- Proposed Treasury Regulations Expand the Definition of "Publicly Traded"
- February 7, 2011 | Authors: Lance W. Behnke; Alexander W. Jones; Elizabeth L. McGinley
- Law Firms: Bracewell & Giuliani LLP - Seattle Office ; Bracewell & Giuliani LLP - New York Office
Earlier this month the IRS proposed Treasury Regulations (the "Proposed Regulations") to address when property is traded on an established market, or "publicly traded," for purposes of determining the issue price of a debt instrument. The Proposed Regulations would amend the existing Treasury Regulations that have been frequently criticized for their lack of clarity and inapplicability to current debt markets. The Proposed Regulations expand the scope of property treated as "publicly traded" and are likely to have a significant impact on the tax consequences of certain debt-for-debt exchanges to both the debtor and creditors.
The Importance of Expanding the Scope of "Publicly Traded"
The issue price of a debt instrument issued for cash generally is the first price at which a substantial amount of the debt instrument is sold for cash. The issue price of a "publicly traded" debt instrument issued for property is the fair market value of the debt. Similarly, if a debt instrument is issued in exchange for "publicly traded" property (including another debt instrument), the issue price of the debt is the fair market value of the property exchanged. If neither the newly issued debt instrument nor the property exchanged for such debt instrument is "publicly traded," the newly issued debt instrument's issue price generally equals its stated principal amount.
The issue price of a debt instrument is particularly important in actual or deemed debt-for-debt exchanges. When the parties exchange existing debt for new debt of the same issuer, or significantly modify the terms of the existing debt so that the modification is treated as an exchange for new debt, the issuer will realize cancellation of debt income ("CODI") in an amount equal to the excess, if any, of the amount due on the existing debt over the issue price of the new debt. If the debt were "publicly traded," the CODI realized would equal the excess of the old debt's adjusted issue price over the fair market value of the new debt, which commonly is less than its face amount when the issuer is in financial distress. In contrast, if the debt were not "publicly traded," the issuer would realize CODI equal to the difference between the adjusted issue price of the old debt and the stated principal amount of the new debt, which generally is zero unless the principal amount of the debt is modified in the exchange. Thus, the expansion of the scope of debt treated as "publicly traded" could cause issuers to realize greater amounts of CODI than under the old regulations.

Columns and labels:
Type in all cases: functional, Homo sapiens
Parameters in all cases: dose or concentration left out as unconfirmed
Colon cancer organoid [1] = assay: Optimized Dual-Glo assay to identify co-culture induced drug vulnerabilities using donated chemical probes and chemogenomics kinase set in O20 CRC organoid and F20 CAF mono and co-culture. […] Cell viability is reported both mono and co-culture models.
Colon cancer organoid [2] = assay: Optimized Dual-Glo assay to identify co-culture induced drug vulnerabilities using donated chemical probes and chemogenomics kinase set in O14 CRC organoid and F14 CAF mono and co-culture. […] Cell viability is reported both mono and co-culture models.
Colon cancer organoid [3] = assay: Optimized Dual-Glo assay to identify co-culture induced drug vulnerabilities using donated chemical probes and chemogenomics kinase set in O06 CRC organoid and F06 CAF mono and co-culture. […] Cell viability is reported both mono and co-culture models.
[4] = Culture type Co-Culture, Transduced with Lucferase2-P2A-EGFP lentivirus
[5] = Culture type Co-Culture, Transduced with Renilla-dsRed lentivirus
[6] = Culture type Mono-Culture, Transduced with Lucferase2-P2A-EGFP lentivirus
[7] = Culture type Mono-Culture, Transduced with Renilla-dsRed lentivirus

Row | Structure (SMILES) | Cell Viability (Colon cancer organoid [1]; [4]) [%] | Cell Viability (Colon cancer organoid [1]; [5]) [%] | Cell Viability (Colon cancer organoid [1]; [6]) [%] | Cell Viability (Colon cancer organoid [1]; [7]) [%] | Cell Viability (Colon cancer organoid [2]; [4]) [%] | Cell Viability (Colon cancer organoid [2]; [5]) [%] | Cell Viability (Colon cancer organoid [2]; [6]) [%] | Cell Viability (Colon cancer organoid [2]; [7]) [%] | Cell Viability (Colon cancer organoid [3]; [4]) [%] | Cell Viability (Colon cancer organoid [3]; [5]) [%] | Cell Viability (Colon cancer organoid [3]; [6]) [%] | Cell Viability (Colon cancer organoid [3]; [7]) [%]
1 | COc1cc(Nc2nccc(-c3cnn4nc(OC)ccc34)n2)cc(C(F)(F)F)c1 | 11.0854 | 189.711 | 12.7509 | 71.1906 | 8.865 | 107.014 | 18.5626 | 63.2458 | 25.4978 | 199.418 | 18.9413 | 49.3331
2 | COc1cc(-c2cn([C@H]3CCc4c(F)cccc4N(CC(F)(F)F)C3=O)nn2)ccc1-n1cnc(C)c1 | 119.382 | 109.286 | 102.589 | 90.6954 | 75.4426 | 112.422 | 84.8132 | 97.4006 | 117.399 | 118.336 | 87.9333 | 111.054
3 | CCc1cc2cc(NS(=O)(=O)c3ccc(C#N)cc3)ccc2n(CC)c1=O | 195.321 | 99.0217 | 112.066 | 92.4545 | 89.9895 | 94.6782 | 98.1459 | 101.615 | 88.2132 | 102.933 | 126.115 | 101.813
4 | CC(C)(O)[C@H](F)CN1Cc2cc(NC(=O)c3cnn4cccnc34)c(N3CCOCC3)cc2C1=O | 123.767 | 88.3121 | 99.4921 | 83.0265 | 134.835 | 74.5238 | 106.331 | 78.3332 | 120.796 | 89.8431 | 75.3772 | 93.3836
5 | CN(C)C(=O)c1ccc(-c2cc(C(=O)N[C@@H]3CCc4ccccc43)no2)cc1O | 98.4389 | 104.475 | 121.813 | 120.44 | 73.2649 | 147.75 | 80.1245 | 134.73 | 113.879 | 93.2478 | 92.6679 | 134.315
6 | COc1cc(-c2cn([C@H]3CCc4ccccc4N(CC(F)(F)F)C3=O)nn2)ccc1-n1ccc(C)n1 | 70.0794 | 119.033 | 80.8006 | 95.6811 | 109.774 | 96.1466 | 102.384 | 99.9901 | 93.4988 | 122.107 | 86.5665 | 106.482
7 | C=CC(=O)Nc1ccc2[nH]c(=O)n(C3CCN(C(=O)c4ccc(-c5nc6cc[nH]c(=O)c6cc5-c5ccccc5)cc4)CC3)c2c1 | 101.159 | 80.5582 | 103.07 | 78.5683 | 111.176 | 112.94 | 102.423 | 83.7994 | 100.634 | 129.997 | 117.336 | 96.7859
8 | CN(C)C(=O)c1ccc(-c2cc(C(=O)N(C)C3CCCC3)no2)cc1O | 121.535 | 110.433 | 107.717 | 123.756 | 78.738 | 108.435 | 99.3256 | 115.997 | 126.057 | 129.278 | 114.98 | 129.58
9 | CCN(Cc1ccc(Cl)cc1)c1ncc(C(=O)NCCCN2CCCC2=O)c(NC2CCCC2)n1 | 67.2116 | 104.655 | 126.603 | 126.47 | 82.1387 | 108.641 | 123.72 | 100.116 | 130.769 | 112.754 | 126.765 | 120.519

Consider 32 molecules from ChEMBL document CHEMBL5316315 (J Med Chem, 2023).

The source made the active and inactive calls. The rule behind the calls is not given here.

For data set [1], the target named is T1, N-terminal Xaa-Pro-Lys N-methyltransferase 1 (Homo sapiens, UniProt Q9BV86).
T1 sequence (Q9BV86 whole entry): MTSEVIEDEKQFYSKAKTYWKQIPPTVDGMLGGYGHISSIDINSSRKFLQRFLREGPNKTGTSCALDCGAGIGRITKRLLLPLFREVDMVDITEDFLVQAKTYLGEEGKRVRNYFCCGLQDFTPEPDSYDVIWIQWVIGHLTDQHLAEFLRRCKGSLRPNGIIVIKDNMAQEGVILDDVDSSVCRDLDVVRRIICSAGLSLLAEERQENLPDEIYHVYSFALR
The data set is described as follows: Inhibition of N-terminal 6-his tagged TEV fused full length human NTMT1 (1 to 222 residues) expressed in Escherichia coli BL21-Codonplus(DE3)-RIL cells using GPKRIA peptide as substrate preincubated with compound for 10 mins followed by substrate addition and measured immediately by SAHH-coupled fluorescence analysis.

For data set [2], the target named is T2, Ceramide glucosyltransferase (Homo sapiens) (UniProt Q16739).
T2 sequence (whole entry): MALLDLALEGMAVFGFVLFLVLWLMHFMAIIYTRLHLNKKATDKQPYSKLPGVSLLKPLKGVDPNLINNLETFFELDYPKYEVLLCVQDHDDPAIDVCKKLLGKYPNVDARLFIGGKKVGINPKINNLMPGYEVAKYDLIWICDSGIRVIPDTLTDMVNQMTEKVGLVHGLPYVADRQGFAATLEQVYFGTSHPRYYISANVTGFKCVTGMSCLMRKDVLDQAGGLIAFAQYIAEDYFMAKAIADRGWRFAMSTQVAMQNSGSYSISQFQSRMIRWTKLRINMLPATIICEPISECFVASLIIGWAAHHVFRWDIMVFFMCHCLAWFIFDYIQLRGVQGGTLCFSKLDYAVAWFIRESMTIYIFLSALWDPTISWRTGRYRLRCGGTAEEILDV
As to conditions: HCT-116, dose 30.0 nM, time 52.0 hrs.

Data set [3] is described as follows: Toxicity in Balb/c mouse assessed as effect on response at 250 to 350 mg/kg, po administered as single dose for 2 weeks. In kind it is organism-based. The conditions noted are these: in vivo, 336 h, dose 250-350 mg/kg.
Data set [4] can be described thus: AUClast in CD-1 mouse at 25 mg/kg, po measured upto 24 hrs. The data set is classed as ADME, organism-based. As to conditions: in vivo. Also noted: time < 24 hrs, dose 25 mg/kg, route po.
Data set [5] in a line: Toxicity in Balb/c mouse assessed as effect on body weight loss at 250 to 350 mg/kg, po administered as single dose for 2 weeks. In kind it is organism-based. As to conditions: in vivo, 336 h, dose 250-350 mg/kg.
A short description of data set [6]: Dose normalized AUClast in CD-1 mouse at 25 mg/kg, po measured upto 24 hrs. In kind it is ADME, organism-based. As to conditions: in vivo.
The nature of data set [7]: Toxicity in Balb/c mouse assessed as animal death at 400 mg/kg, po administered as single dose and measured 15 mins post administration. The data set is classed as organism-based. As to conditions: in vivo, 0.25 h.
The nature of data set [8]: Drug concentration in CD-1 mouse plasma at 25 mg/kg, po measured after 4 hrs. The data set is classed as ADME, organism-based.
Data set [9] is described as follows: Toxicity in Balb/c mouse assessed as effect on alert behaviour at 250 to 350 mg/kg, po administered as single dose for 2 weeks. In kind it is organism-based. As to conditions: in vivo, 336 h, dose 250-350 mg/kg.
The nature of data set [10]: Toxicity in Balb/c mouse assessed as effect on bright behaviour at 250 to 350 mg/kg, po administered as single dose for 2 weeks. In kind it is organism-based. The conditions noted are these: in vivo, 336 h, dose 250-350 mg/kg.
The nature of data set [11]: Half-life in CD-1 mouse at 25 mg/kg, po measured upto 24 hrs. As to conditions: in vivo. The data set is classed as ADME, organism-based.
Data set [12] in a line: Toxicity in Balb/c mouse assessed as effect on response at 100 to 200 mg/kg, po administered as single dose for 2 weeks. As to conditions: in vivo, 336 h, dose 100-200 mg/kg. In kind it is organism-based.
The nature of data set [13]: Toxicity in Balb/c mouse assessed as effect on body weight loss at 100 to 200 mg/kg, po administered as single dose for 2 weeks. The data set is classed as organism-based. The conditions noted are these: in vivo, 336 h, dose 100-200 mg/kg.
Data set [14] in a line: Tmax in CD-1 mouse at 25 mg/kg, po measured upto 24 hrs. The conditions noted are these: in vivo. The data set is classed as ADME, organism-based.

Expansion of the scope of debt treated as "publicly traded" may also impact a holder of the debt. In debt-for-debt exchanges, creditors recognize gain or loss equal to the difference between their tax basis in the existing debt and the issue price of the new debt. Holders of distressed debt often acquire such debt in the secondary market at a price that is significantly less than its stated principal amount. Accordingly, upon an exchange of debt for new debt that is "publicly traded," a holder's gain or loss is computed based upon the fair market value of the new debt. Thus, gain on such exchange may be less (or any loss may be greater) than if the debt were not "publicly traded" and the issue price of the new debt was equal to its stated principal amount.
For example, assume an investor purchases distressed debt with an adjusted issue price of $100 for $50. The debt is significantly modified and is treated as exchanged for new debt with a stated principal amount of $100 that is treated as "publicly traded" and has a market value of $60. The issue price of the new debt instrument will equal $60, the issuer will realize $40 of CODI and the holder will realize a gain of $10. If neither the new debt instrument nor the exchanged debt instrument had qualified as "publicly traded," the issue price of the new debt would be $100, its stated principal amount. As a result, the issuer would not have realized CODI and the investor would have realized a gain of $50. This illustrates the potential significance of expanding the debt treated as "publicly traded" and demonstrates that, under the Proposed Regulations, investors may be encouraged to modify their debt. Issuers may not be deterred by the chance of realizing more CODI if they are able to avoid recognizing the CODI because they are in bankruptcy or insolvent.
"Publicly Traded" Under the Proposed Regulations